India’s semiconductor consumption to double by 2009 on high cellphone demand

India’s semiconductor consumption to double by 2009 on high cellphone demand

New Delhi: India’s consumption of semiconductors will more than double to around $5.5 billion (Rs22,550 crore) by 2009 from $2.69 billion last year, riding on local manufacturing of mobile handsets, a trade body had said.

India is already the world’s fastest growing market for mobile phone services, and global vendors have set up production here in the last two years.

Nokia Oyj, the world biggest handset vendor, makes about five million phones a month, equivalent to 60 million a year, with others, including Motorola Inc. and LG Electronics contributing small numbers. The production of mobile phones in India is expected to reach 100 million units by 2011, according to research firm Gartner Inc.

The India Semiconductor Association or ISA said the country’s share of the $338 billion global semiconductor market will reach around 1.6% in 2009 from almost 1% of $247 billion in 2006, “as domestic demand for telecom products and desktops grows," said Sanjeev Keskar, member of the executive council of ISA and national sales head for Freescale Semiconductor Inc., a chip design company headquartered in Austin, Texas.

Semiconductor consumption is expected to reach $36 billion by 2015, according to a joint study by ISA and research firm Frost & Sullivan.

By 2009, the Indian desktop computer market will grow from five million in 2006 to around 7.3 million, “fuelled largely by around 23% growth in consumption of desktops priced at less than Rs20,000," said the ISA.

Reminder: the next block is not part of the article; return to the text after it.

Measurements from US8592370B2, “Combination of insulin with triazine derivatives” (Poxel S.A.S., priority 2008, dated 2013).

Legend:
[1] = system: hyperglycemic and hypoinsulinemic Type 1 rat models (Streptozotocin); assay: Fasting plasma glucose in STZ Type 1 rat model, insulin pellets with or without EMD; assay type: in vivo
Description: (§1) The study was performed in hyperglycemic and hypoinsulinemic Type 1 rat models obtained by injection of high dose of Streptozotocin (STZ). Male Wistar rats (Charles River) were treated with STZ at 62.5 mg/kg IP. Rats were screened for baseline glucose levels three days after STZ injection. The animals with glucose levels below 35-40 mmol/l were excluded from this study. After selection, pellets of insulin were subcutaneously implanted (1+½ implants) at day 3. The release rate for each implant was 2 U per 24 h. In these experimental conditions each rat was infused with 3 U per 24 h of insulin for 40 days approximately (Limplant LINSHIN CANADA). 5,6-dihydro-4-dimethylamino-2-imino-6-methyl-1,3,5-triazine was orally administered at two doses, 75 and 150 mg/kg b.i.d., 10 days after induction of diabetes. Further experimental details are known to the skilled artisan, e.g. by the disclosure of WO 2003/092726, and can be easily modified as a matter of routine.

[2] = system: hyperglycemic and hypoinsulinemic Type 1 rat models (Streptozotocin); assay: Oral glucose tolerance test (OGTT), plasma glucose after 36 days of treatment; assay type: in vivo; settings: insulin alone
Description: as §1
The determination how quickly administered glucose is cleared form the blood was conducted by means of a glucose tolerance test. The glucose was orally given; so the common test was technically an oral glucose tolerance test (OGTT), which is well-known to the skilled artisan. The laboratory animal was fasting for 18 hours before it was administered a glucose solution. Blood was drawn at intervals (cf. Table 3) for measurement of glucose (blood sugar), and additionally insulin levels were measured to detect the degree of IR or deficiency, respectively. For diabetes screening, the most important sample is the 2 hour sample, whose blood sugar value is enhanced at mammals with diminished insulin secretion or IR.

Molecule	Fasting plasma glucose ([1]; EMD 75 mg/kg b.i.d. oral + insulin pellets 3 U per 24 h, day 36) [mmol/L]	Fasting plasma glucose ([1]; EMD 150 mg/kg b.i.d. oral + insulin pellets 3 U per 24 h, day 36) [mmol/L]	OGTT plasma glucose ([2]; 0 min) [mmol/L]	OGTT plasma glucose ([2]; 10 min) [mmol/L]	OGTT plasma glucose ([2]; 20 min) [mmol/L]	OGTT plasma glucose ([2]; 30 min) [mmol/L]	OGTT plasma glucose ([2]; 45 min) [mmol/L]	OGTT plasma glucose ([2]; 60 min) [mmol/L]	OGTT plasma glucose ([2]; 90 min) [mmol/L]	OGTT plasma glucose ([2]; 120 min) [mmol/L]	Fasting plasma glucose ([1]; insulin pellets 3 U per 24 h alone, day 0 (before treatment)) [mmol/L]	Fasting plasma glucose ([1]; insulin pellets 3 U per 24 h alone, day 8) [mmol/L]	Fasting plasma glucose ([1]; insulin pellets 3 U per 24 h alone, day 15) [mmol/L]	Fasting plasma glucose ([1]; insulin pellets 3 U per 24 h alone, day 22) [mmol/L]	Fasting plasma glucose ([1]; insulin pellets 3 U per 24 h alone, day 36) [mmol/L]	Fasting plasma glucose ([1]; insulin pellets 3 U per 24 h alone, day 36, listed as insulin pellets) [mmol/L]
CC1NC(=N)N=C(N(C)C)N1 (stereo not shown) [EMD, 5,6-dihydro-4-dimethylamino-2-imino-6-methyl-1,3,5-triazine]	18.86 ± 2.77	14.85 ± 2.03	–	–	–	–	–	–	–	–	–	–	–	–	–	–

Mobile handsets, wireless equipment, set top boxes and smart card terminals will drive the Indian semiconductor market, “as Indian electronics equipment production has the opportunity to touch $155 billion in 2015," ISA said.

While the semiconductor market continues to grow, Indian hubs of Bangalore, capital New Delhi and the region surrounding it, Hyderabad and Chennai will increase the export of semiconductor design services from $4.6 billion at present to $43 billion by 2015, employing more than 780,000 professionals. The industry employs more than 121,000 today.

Apart from these captives and subsidiaries of multinational corporations, the number of semiconductor design start-ups in the country is expected to ramp up from 710 in 2006 to nearly 3,250 by 2015, ISA said in a note.

According to industry estimates, designing a cutting-edge chip built on a silicon wafer as thin as 65 nanometre can cost anywhere $30-$40 million, and it is this cost that many companies are looking to mitigate by outsourcing work to destinations such as India and Eastern Europe.

One nanometre is one-thousandth of a micrometre.

Already, the total value of such work done from India by the likes of Nokia-Siemens Networks, Nortel Networks Corp., Motorola and Telefon AB LM Ericsson is estimated to be in the range of $4 billion, of which half are projects for application development and system design outsourced to India-based vendors such as Wipro Ltd, MindTree Consulting Ltd, Infosys Technologies Ltd and Tata Consulting Services Ltd among others.